The original electrical panel was still in place on the Moody and this had various additions added to it over the years. On the left hand side there were two chart plotters. The Raymarine was original fit and was linked to the similar unit in the cockpit. Around about 2010, AIS had been added and rather than upgrade the navigation a decision was taken to add an additional plotter to show the AIS information. Personally the thought of going below to check the AIS track of a large ship that may be on a collision course sounded like madness. Also with our plans to go round the world we didn’t expect the original navigation to last 25 years without trouble. So the decision was taken to upgrade the Raymarine navigation and remove the redundant setup. We considered other manufacturers but we have been comfortable with Raymarine equipment and so decided to stay loyal to the manufacturer, also thinking that it should be quite easy for us to understand how it worked since it would be an evolution from the equipment we were used to. Of course an upgrade from that period meant that the existing radar set up would have to be replaced.
Thats when the fun started, so firstly there was a deal where we could get the fish finder add on for the cost of the sensor – anyone who knows Maria’s fishing ability will know that this is money well spent….we will never see any fish on it!
We were also thinking about our plans to travel and the knowledge that the likelihood the charts will not be accurate. For that reason we thought it would be worth looking at Forward Facing Sonar (FFS) so that we can see exactly what is in front of us and hopefully therefore avoid hitting it! Now on the East Coast, where we have very shallow water and mud, there is an unwritten rule that if you haven’t touched the mud you probably aren’t really trying ;). We are very careful these days having touched the bottom once in the Dufour but I am guessing that running into a reef will be no laughing matter so FFS it is. It looked like the Echopilot was the best fit for us and integrated with everything else. We have combined that with a 7inch plotter which will show this view to Maria at the helm. I am led to believe that the purchase of this equipment was no reflection of a lack of trust in my ability to tell Maria if we are going too shallow but a niggling doubt remains… 🙂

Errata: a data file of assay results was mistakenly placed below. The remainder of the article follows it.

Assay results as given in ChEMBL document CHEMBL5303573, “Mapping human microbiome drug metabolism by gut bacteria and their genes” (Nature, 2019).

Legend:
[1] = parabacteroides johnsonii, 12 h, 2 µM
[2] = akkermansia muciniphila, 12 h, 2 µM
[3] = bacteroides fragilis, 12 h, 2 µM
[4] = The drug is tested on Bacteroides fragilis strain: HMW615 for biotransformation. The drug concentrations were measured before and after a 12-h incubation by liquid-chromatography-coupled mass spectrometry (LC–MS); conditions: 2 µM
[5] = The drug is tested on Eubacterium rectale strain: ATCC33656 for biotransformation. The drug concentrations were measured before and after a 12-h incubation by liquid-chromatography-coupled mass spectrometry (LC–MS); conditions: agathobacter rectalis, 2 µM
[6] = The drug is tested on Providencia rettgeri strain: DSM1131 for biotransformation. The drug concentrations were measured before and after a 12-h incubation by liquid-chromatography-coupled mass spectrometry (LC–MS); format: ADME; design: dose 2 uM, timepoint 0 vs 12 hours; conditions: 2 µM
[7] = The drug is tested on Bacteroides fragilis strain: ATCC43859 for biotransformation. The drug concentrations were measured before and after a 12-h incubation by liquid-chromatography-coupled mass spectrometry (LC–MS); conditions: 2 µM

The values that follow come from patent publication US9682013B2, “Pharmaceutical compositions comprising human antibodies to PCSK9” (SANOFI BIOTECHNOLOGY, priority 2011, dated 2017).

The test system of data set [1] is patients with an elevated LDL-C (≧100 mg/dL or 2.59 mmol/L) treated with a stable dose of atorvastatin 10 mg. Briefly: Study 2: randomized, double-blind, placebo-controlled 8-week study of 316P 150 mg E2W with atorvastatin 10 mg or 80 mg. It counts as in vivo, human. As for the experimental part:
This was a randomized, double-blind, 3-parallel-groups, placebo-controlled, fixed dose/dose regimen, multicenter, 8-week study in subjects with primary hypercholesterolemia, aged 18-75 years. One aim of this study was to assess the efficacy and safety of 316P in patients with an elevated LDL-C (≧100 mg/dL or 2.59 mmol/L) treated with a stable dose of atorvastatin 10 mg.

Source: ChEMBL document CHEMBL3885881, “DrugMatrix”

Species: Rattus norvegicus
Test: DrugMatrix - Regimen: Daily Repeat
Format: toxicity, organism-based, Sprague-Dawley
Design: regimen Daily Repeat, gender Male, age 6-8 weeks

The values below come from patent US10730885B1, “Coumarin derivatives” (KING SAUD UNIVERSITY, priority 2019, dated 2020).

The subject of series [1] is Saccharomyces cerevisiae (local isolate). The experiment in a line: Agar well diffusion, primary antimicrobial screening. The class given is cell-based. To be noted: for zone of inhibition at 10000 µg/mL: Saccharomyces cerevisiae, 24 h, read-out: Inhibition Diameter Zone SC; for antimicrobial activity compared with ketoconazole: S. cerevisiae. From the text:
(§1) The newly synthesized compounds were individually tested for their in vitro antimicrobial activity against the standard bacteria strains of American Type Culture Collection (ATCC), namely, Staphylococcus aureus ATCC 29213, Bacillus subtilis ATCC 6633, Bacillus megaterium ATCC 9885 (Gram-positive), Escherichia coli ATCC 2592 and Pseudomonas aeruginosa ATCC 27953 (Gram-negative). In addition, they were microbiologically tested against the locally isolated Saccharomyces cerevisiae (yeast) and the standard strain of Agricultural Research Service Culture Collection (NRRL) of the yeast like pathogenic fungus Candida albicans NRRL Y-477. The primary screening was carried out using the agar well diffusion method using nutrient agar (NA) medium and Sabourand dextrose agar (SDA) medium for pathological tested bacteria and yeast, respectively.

Anyway, we also took the opportunity of another trade in deal with Raymarine to modernise our autopilot. We are hoping that the new equipment will help us to have fewer breakdowns and repairs in the future or at the very least have spare parts available. I wouldn’t fancy finding a spare part for a 20 year old plotter on a small desert island. So we have three plotters: nav station down below, next to the companionway and a smaller display on the steering binnacle for Maria to see her FFS as well as all the other functionality.
Finally, we changed all of the small instruments above the companionway to complete the modernisation.
None of this would have been possible without the excellent advice and work of Oliver from Seapower Marine. He has been wonderful and I think has kept the cost down as much as possible while making Mariadz as fault free as is humanly possible. He has even identified and rectified water damage from the fresh water used to put out the fire in the galley all those years ago.